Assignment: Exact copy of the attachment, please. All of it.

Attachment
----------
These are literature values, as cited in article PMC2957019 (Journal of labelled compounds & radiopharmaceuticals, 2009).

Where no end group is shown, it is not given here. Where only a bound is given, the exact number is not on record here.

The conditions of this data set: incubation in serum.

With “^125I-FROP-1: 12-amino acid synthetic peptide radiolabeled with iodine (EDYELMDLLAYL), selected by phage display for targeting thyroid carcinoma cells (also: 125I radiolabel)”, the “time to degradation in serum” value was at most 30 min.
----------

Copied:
These are literature values, as cited in article PMC2957019 (Journal of labelled compounds & radiopharmaceuticals, 2009).

Where no end group is shown, it is not given here. Where only a bound is given, the exact number is not on record here.

The conditions of this data set: incubation in serum.

With “^125I-FROP-1: 12-amino acid synthetic peptide radiolabeled with iodine (EDYELMDLLAYL), selected by phage display for targeting thyroid carcinoma cells (also: 125I radiolabel)”, the “time to degradation in serum” value was at most 30 min.